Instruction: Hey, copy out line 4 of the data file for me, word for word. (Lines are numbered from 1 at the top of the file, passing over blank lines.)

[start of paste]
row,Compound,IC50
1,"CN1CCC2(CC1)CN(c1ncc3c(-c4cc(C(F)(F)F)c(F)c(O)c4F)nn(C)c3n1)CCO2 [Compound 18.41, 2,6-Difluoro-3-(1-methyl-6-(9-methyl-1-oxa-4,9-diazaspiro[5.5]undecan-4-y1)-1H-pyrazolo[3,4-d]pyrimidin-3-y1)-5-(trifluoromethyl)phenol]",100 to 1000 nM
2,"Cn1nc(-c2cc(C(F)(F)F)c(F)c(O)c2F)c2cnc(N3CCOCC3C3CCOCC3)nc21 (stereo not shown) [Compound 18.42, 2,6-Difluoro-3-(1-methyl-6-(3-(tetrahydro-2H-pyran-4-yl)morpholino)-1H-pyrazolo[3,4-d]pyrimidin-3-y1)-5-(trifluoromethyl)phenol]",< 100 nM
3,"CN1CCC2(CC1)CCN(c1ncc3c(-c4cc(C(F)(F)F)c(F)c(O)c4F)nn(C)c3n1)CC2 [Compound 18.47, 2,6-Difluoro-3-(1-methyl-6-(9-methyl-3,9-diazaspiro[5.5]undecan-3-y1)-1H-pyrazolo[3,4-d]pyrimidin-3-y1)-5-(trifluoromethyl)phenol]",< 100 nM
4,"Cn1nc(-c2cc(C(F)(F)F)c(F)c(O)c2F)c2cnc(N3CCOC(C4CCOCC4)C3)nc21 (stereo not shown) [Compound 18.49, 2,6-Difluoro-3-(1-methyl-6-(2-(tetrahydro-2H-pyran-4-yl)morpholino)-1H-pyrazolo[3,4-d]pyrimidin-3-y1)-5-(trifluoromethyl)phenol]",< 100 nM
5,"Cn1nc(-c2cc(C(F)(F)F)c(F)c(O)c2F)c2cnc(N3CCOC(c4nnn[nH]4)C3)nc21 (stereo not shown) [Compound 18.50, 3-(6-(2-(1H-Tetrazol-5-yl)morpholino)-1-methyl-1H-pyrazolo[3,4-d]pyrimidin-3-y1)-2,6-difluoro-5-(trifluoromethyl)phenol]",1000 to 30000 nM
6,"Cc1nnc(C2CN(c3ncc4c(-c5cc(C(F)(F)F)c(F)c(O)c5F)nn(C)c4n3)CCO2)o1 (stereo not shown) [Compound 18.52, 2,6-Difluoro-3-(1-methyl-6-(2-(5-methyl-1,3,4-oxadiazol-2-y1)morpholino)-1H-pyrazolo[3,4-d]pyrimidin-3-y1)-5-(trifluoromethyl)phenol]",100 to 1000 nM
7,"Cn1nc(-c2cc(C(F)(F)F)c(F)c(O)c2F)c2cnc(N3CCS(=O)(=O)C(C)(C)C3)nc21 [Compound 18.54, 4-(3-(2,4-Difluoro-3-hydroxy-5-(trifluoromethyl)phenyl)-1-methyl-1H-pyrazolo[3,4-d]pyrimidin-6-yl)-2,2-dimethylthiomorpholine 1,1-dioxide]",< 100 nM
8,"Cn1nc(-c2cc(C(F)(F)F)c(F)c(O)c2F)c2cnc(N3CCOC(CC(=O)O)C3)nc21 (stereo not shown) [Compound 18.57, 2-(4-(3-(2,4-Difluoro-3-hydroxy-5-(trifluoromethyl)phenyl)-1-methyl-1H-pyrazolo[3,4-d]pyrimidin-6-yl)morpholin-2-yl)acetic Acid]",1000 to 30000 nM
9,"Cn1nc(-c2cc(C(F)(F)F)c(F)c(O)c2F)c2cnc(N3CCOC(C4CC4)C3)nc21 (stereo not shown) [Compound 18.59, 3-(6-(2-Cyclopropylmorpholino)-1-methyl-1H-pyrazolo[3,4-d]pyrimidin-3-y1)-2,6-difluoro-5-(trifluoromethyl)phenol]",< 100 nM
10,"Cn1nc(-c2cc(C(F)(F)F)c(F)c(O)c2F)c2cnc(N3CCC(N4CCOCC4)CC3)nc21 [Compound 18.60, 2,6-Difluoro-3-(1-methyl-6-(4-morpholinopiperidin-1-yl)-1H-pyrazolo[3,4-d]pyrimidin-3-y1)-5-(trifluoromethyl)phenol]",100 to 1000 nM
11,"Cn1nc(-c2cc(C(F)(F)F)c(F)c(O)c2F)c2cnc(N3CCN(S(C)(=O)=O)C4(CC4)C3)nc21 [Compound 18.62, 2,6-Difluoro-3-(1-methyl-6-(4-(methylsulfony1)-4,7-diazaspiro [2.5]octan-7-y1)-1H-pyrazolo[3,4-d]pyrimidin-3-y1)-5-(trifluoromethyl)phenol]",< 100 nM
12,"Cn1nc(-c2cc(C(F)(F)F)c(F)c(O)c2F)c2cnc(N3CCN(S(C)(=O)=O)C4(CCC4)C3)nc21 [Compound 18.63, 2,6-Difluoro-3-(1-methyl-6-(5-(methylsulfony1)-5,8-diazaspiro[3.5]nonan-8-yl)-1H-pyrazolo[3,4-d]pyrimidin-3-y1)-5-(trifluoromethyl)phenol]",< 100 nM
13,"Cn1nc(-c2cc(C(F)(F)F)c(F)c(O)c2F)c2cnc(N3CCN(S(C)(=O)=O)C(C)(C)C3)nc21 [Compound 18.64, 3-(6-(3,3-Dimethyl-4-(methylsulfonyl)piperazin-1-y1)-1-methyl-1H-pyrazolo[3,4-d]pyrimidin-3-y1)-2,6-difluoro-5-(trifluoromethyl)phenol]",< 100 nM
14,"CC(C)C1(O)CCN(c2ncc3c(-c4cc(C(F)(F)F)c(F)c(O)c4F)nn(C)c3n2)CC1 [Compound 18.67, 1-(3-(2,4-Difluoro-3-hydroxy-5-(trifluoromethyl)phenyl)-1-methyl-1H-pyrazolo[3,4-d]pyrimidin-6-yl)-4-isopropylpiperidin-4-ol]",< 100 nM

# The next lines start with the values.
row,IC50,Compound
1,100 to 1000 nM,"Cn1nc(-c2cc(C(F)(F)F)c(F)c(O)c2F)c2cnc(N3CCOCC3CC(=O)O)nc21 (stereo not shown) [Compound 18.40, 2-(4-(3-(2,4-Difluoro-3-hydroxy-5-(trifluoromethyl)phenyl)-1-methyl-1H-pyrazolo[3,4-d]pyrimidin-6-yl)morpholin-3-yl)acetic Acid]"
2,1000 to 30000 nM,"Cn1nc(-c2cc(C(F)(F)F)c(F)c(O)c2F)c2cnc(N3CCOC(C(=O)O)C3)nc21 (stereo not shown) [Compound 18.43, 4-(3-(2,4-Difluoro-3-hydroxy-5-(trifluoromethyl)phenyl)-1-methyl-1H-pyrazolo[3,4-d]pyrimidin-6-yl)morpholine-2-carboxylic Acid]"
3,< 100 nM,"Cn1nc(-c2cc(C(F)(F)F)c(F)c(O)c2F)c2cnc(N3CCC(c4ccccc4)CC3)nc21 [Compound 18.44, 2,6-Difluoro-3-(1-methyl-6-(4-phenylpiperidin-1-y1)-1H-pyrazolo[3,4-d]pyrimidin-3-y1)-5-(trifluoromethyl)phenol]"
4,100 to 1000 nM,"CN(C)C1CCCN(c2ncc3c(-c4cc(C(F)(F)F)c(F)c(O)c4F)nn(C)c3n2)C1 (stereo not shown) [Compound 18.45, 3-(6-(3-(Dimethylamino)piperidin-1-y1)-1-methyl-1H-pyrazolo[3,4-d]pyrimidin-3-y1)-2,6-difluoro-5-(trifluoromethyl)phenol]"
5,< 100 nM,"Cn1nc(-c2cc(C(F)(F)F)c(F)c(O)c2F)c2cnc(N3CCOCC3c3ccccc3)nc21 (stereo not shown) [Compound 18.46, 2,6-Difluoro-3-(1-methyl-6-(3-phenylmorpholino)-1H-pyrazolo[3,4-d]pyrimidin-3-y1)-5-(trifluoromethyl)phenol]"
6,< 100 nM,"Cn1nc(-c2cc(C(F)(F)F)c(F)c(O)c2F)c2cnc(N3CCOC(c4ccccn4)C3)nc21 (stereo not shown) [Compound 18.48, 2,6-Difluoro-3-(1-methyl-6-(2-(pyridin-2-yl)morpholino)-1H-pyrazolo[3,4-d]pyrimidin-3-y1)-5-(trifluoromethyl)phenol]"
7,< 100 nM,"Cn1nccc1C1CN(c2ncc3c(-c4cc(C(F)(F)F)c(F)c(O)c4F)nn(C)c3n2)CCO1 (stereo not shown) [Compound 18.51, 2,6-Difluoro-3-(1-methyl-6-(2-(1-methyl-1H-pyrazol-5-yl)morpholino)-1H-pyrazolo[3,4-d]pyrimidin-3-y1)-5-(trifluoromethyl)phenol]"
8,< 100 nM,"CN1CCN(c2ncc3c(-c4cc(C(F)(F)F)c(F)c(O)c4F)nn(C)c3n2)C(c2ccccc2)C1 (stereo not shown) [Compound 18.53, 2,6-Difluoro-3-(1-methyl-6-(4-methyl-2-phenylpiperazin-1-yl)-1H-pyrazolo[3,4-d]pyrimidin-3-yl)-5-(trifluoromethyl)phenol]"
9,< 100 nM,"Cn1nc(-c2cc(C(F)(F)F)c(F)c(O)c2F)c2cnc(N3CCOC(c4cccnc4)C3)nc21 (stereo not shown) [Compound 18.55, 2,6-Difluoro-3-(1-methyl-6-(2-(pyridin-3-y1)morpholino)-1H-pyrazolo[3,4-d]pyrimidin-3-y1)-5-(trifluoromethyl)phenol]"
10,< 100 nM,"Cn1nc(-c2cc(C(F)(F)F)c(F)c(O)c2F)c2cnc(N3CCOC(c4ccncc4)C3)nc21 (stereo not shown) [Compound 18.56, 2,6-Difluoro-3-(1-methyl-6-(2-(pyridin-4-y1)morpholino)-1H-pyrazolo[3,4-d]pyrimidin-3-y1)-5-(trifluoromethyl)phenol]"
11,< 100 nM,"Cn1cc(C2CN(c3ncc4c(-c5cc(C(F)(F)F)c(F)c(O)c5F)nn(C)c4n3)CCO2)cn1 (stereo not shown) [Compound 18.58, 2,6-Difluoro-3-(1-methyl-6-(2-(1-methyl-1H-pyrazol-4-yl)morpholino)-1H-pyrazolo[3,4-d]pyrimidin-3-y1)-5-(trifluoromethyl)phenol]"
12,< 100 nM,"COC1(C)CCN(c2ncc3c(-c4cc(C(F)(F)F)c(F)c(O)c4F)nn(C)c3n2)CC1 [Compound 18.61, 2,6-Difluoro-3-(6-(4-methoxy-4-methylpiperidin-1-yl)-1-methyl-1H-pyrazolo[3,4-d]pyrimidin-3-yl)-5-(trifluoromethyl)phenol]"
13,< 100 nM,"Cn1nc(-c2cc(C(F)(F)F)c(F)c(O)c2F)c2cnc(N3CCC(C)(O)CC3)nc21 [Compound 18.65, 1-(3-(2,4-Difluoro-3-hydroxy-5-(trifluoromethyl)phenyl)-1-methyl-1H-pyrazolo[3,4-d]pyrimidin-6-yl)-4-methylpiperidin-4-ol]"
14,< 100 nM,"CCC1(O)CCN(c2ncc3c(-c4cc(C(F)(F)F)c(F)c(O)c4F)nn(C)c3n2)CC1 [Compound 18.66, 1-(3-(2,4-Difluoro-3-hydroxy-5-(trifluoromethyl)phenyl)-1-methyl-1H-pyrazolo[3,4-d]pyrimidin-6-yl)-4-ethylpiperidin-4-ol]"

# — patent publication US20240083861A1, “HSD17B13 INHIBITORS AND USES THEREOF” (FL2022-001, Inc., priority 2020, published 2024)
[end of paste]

3,"CN1CCC2(CC1)CCN(c1ncc3c(-c4cc(C(F)(F)F)c(F)c(O)c4F)nn(C)c3n1)CC2 [Compound 18.47, 2,6-Difluoro-3-(1-methyl-6-(9-methyl-3,9-diazaspiro[5.5]undecan-3-y1)-1H-pyrazolo[3,4-d]pyrimidin-3-y1)-5-(trifluoromethyl)phenol]",< 100 nM